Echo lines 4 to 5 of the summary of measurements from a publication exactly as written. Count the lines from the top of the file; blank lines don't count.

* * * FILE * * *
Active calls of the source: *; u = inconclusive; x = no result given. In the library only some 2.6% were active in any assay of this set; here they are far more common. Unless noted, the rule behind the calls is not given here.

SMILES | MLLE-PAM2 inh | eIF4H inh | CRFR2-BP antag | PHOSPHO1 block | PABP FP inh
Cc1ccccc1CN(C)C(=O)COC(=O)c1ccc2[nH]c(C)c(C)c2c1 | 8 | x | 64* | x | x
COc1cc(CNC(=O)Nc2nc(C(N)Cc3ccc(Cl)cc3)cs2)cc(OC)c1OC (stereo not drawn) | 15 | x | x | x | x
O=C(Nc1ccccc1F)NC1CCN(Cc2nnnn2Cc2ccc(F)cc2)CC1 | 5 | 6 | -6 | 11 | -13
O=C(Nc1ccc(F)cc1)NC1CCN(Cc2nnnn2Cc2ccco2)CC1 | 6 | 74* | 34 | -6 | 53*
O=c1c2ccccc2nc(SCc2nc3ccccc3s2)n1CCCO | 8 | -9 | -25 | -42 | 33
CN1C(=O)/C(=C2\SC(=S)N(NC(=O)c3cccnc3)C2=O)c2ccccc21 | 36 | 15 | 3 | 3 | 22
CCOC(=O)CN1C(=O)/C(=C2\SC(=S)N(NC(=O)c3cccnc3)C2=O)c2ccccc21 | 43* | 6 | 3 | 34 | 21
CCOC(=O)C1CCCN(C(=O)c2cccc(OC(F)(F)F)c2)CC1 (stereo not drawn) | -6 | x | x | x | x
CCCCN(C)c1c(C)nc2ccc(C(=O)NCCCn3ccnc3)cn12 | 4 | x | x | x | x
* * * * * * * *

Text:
COc1cc(CNC(=O)Nc2nc(C(N)Cc3ccc(Cl)cc3)cs2)cc(OC)c1OC (stereo not drawn) | 15 | x | x | x | x
O=C(Nc1ccccc1F)NC1CCN(Cc2nnnn2Cc2ccc(F)cc2)CC1 | 5 | 6 | -6 | 11 | -13